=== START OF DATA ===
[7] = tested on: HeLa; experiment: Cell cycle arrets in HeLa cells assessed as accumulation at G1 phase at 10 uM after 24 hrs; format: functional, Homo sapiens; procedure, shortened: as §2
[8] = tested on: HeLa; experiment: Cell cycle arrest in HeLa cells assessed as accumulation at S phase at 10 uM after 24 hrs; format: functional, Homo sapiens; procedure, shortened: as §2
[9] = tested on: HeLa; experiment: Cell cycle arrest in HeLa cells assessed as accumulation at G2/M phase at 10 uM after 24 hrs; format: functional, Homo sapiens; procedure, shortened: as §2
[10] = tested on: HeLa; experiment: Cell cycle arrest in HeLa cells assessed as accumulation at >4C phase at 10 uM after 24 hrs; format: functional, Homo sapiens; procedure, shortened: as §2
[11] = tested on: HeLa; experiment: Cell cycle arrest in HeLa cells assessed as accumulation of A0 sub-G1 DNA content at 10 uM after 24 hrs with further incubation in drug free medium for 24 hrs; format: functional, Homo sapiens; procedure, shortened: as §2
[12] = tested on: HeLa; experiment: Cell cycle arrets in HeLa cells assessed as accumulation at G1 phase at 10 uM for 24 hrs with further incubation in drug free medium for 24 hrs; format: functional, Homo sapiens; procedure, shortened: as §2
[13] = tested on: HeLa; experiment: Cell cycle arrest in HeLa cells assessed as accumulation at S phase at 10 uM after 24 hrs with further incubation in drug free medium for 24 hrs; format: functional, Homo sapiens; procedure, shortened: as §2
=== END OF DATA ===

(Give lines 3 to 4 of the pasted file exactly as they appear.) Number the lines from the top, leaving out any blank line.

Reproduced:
[9] = tested on: HeLa; experiment: Cell cycle arrest in HeLa cells assessed as accumulation at G2/M phase at 10 uM after 24 hrs; format: functional, Homo sapiens; procedure, shortened: as §2
[10] = tested on: HeLa; experiment: Cell cycle arrest in HeLa cells assessed as accumulation at >4C phase at 10 uM after 24 hrs; format: functional, Homo sapiens; procedure, shortened: as §2